The public shouldn’t believe 90 per cent of what’s written about judges in the newspapers, says Ayo Onatade, who speaks with decades of experience and inside knowledge as a clerk and personal assistant to leading members of the British judiciary.
“For newspapers, unfortunately sometimes it’s more about sensationalism, because they want to sell copies,” says Onatade. “I know not everyone is interested, but sometimes if people had a better understanding of the way the law works, maybe they’d realise that things can’t automatically be done as rapidly or in the way they’d personally like.”
Now the PA to Lord Hamblen, Lord Leggatt and Lord Stephens in the Supreme Court of the United Kingdom, Onatade’s interest in law was sown while she was a schoolgirl in Nigeria.
“I always liked the law, and enjoyed the law when I did my diploma in Nigeria,” says Onatade. “I enjoyed reading the case law, and trying to figure out which way it was going to go, which pieces of the law do you have to use to sort out the particular problem.”
After returning to the UK in her early 20s, at a time when it was “just so difficult” for aspiring barristers to get a place in chambers, Onatade began a career in the civil service.
As it turned out, her interest in the law meant she’d spend many years in chambers anyway: judges’ chambers. After working in roles helping vulnerable people for the Public Trustee, then working with magistrates, Onatade began as a clerk at the Royal Courts of Justice.
“If I’m not mistaken when I joined the Royal Courts, I was the first black clerk they had,” she says. “And I was the first clerk they had that had a degree, because most of the clerks then were ex-Army, ex-Navy, ex-Police. Middle-aged or elderly white guys.”
The justices were aware how intimidating the courts could be, particularly for those who don’t see anyone that looks like them, recalls Onatade. Before she moved across to the Family Division, she was sometimes asked by her judge to go sit in the court.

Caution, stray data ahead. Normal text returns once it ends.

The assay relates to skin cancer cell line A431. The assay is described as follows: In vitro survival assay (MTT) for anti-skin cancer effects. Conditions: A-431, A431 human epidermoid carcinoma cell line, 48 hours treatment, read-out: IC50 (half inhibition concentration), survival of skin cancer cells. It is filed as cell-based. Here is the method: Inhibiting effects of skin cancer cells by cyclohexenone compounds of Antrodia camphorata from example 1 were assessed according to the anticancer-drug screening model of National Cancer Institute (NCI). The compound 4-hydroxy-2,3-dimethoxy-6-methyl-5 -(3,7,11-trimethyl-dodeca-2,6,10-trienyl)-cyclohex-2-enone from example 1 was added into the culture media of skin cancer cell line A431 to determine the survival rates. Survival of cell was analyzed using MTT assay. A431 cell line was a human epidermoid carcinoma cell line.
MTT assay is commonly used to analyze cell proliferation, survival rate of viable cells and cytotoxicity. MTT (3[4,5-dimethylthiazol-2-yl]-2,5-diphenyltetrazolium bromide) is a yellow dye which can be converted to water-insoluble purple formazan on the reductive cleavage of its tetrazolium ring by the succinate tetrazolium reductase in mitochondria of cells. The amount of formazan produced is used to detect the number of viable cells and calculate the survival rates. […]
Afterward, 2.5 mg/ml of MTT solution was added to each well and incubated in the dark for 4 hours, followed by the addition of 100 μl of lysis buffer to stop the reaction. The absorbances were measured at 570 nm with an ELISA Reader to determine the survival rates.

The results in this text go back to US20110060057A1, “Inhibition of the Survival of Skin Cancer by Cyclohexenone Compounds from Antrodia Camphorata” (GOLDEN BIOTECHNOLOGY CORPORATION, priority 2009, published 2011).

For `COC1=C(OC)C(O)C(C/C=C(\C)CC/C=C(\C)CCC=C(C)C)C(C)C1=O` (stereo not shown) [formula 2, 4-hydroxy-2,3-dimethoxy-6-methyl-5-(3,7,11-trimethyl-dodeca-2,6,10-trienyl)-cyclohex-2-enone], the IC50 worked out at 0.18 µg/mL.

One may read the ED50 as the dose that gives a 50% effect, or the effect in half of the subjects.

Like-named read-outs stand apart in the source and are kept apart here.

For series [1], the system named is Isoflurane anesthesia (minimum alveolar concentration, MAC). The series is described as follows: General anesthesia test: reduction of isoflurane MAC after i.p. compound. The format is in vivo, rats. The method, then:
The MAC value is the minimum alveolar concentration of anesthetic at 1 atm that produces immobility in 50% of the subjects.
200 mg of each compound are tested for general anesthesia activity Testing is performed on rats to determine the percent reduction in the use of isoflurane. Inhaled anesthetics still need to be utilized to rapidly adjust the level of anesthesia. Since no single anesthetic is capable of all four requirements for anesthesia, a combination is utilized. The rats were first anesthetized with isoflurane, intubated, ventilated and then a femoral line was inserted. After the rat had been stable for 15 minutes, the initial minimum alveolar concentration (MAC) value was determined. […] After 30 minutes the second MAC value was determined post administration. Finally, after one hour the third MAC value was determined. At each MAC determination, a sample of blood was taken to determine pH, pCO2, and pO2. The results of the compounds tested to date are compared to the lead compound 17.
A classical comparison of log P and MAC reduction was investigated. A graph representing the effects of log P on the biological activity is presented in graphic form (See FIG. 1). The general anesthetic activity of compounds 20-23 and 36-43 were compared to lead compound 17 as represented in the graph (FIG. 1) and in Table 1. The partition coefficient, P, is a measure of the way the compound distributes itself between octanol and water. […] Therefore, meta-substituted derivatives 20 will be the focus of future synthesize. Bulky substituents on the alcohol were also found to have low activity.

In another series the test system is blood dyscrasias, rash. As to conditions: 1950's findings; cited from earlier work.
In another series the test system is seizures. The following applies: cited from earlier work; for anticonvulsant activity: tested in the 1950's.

“I’d go in, and there’d be a black family. He wanted me in there to reassure the family and make them realise there were black people working in the building. Sometimes they’d talk to me instead of the usher, because it set their minds at ease.”
Early on, Onatade was also a clerk in the Court of Appeal for Justice (now Baroness) Hale, who’d later go on to the House of Lords then become President of the Supreme Court. It would prove to be an enduring working relationship, and friendship, through various roles.
After her years with the President of the Family Division, managing all the clerks, Onatade re-joined Lady Hale as Office Manager for the Law Lords at the House of Lords, then moved with her (as Head of Judicial Support) when the Supreme Court was established in 2009.
More than twenty years on, Onatade still loves the law, and how her career has unfolded – in a different way than she ever envisaged when studying for her law diploma in Nigeria.
“I like seeing the law at work. Where I am now, because the decisions made can affect the country, it sometimes is exciting. And sometimes, you just can’t believe this is happening.”
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